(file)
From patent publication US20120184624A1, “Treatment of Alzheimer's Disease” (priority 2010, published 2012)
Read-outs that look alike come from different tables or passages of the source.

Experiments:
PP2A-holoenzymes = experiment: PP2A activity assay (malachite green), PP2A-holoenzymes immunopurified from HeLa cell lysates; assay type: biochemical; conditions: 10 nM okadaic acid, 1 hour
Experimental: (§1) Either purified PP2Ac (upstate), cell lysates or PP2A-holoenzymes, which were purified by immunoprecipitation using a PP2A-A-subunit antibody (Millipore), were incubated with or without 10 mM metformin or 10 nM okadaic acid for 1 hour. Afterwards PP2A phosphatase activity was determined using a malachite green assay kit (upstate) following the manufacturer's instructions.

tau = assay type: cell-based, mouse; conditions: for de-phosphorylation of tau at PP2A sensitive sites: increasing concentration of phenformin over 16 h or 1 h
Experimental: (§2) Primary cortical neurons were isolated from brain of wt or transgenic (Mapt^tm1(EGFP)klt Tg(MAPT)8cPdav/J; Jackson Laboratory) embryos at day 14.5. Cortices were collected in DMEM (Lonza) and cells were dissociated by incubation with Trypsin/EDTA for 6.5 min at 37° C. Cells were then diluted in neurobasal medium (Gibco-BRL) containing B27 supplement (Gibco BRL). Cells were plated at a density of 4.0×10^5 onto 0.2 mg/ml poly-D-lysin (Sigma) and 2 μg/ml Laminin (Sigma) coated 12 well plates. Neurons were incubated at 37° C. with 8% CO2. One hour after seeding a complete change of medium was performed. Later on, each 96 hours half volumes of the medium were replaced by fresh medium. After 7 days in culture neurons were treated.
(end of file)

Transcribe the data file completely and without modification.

From patent publication US20120184624A1, “Treatment of Alzheimer's Disease” (priority 2010, published 2012)
Read-outs that look alike come from different tables or passages of the source.

Experiments:
PP2A-holoenzymes = experiment: PP2A activity assay (malachite green), PP2A-holoenzymes immunopurified from HeLa cell lysates; assay type: biochemical; conditions: 10 nM okadaic acid, 1 hour
Experimental: (§1) Either purified PP2Ac (upstate), cell lysates or PP2A-holoenzymes, which were purified by immunoprecipitation using a PP2A-A-subunit antibody (Millipore), were incubated with or without 10 mM metformin or 10 nM okadaic acid for 1 hour. Afterwards PP2A phosphatase activity was determined using a malachite green assay kit (upstate) following the manufacturer's instructions.

tau = assay type: cell-based, mouse; conditions: for de-phosphorylation of tau at PP2A sensitive sites: increasing concentration of phenformin over 16 h or 1 h
Experimental: (§2) Primary cortical neurons were isolated from brain of wt or transgenic (Mapt^tm1(EGFP)klt Tg(MAPT)8cPdav/J; Jackson Laboratory) embryos at day 14.5. Cortices were collected in DMEM (Lonza) and cells were dissociated by incubation with Trypsin/EDTA for 6.5 min at 37° C. Cells were then diluted in neurobasal medium (Gibco-BRL) containing B27 supplement (Gibco BRL). Cells were plated at a density of 4.0×10^5 onto 0.2 mg/ml poly-D-lysin (Sigma) and 2 μg/ml Laminin (Sigma) coated 12 well plates. Neurons were incubated at 37° C. with 8% CO2. One hour after seeding a complete change of medium was performed. Later on, each 96 hours half volumes of the medium were replaced by fresh medium. After 7 days in culture neurons were treated.